In other contexts, untouched by these metaphors, we know perfectly well that repetition reinforces; this is the basis of all learning and all training, as well as of self-hypnotism and brainwashing. The hydraulic metaphor, however, serves to override what our parents tried to tell us about the hazards of “dwelling” on negative things. And this hazard seems to be confirmed by recent brain science. Emotions are not “let out” by being expressed, however much their recipient may perceive this to be so; an emotion is a configuration of electrical activity and neurochemistry in the brain, and each new expression of the emotion only serves to strengthen the pattern. In truth, there is nothing to be “let out”, for nothing leaves the body except words; all that happens is that the brain is given extra training in feeling that very emotion. When people achieve satisfaction from yelling at someone who has annoyed them, it is not because they had a noxious substance inside them which is now outside them and harmless; it is because they have improved their sense of self-worth by standing up for themselves. Failure to stand up for oneself can indeed lead to a corrosive self-contempt that in turn can became a generalised rage; but this is by no means the same thing as spontaneously generating emotional steam that needs to be released through a valve or whistle.

If we are talking not about aggression but depressive feelings, then the wrong choice of metaphor can have even more unfortunate results. Many people, for example, say that they must “work through” painful emotions, and describe them in terms of a tunnel from which they will eventually emerge. But this is a topological metaphor. Suppose that immersion in morbid emotionality is not a tunnel at all, but a well; if you enter a tunnel you can keep walking until you see the light at the other end, and then you come out; but should you fall down a well, there is no light at the other end and you jolly well stay down there. The only thing to do with a well is not to fall into it in the first place. Or perhaps you can climb the walls, but this is not the same enterprise as “working through” the emotions, it is rather a matter of leaving them beneath you.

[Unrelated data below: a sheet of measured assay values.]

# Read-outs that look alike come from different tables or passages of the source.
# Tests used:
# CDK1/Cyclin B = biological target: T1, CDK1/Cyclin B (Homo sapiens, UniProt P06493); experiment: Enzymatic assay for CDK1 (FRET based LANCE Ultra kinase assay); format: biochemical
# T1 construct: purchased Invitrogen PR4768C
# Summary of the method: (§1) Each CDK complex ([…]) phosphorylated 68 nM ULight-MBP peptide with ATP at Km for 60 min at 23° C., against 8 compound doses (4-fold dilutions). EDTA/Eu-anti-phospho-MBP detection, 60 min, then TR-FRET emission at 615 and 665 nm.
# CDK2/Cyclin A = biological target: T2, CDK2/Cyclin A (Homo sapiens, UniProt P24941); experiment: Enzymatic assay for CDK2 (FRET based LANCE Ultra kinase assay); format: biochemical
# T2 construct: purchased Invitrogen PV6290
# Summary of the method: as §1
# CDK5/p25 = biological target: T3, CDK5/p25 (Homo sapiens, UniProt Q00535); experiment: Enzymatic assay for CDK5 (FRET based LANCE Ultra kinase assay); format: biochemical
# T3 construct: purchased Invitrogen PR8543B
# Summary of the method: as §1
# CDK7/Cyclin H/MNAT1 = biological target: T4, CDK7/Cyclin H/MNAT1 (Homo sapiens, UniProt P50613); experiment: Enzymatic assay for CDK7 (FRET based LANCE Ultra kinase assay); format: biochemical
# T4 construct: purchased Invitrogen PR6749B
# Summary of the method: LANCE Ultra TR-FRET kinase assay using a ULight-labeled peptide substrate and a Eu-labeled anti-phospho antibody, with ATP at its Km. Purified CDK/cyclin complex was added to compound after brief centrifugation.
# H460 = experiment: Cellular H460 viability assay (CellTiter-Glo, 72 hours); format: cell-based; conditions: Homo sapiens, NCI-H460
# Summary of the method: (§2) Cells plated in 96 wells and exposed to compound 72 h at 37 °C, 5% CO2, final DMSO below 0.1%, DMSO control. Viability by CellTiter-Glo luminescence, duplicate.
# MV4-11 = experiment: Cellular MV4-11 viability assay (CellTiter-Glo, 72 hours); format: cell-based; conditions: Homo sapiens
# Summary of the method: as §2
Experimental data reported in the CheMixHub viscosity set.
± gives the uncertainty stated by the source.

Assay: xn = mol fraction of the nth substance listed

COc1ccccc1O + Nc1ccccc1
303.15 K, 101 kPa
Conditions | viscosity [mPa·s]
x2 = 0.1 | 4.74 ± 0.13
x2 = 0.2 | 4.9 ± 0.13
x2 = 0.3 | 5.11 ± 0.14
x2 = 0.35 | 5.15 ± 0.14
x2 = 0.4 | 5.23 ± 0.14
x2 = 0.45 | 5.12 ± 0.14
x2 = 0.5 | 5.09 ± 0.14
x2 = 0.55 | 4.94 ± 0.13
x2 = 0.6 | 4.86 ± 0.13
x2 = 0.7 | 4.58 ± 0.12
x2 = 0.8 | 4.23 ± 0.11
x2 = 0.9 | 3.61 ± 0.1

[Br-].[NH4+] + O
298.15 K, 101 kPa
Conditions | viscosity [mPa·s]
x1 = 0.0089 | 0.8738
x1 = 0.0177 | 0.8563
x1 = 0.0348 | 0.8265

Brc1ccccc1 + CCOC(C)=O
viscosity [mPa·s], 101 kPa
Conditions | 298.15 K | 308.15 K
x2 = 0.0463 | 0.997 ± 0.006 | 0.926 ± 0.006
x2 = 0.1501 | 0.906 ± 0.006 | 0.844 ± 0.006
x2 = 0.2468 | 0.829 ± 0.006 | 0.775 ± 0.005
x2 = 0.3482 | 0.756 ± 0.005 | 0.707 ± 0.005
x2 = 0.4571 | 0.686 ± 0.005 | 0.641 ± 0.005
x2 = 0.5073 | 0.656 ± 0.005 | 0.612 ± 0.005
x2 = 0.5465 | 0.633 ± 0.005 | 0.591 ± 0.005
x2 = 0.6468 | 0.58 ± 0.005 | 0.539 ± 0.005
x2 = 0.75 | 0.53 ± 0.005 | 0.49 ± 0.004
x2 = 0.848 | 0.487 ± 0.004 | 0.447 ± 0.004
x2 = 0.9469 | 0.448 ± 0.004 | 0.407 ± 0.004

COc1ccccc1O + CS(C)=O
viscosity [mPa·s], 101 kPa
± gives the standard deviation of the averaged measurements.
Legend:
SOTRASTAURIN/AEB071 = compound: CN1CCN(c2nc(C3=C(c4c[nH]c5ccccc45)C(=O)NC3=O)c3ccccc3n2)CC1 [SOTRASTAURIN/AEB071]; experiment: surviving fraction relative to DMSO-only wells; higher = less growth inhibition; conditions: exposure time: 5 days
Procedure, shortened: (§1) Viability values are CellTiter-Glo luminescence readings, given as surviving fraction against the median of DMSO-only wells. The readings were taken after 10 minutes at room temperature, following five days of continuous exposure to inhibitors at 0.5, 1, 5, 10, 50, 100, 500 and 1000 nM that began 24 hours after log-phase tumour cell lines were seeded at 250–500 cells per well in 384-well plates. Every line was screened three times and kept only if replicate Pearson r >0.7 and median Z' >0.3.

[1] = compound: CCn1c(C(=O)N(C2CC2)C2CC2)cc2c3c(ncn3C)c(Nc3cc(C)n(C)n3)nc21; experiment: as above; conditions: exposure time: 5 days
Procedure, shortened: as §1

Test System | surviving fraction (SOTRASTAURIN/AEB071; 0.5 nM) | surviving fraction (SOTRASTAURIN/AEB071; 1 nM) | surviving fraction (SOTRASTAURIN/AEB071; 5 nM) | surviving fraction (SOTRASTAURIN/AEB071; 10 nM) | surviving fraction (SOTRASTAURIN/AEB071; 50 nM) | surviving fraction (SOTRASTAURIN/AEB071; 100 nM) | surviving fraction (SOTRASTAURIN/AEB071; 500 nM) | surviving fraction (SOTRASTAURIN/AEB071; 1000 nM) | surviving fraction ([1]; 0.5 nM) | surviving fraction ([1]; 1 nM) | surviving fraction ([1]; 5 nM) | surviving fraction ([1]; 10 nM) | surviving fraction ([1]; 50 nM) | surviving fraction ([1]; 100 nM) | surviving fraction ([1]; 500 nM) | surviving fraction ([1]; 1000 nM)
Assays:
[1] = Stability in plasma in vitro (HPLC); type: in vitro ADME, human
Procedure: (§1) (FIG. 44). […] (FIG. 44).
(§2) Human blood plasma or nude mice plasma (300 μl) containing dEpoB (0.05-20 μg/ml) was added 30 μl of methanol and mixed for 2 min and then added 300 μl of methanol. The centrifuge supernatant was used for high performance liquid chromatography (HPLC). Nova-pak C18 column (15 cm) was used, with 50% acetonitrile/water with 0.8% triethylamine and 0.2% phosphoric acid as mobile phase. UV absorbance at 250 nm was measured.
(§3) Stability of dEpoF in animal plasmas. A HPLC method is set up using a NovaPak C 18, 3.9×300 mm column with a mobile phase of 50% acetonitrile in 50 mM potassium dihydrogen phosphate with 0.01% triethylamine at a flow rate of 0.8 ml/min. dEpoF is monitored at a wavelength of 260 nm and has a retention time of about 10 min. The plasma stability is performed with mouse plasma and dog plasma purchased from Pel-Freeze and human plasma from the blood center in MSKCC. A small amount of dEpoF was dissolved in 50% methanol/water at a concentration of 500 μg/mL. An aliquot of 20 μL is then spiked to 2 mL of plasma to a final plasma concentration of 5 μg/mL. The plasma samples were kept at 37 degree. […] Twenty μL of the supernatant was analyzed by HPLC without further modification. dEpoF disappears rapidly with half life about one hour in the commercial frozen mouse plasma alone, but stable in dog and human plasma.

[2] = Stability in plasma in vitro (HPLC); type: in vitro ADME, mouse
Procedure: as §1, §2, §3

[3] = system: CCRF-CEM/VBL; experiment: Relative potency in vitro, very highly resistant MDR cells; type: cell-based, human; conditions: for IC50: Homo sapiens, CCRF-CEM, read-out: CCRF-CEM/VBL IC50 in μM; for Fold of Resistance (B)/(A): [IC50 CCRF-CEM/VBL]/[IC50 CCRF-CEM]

It would follow from this that at any rate some forms of psychotherapy are immensely counter-productive, other than financially to the therapist, because the patient is being encouraged to focus on his problems. It may become a version of Zeno’s Paradox, whereby one cannot reach the destination until one has reached the half-way point, and you cannot reach the half-way point before you have reached the quarter-way mark, and so on ad infinitum. That is, the negative emotion is sliced and diced ever finer, with attention being devoted to ever-smaller subdivisions.

Metaphors express our thinking in striking language. And then they imprison it. The whole century was, therefore, on the wrong track; in reality, repression is good for you. But this cannot be recognised. Too much has been invested in the contrary proposition; too many people are making a decent living out of peddling a cure that makes the disease worse. The rent-seekers then interpret the symptoms of the “cure” as proof that more cure is necessary. Even the patients have no incentive to break off the long con, because that would be admitting that they have wasted their time and money, and no one wants to see themselves as suckers.

Posted on December 31, 2009 at 12:11 by Hugo Grinebiter · Permalink
In: MONKEY BUSINESS, Therapists And Other Health Hazards

Leave a Reply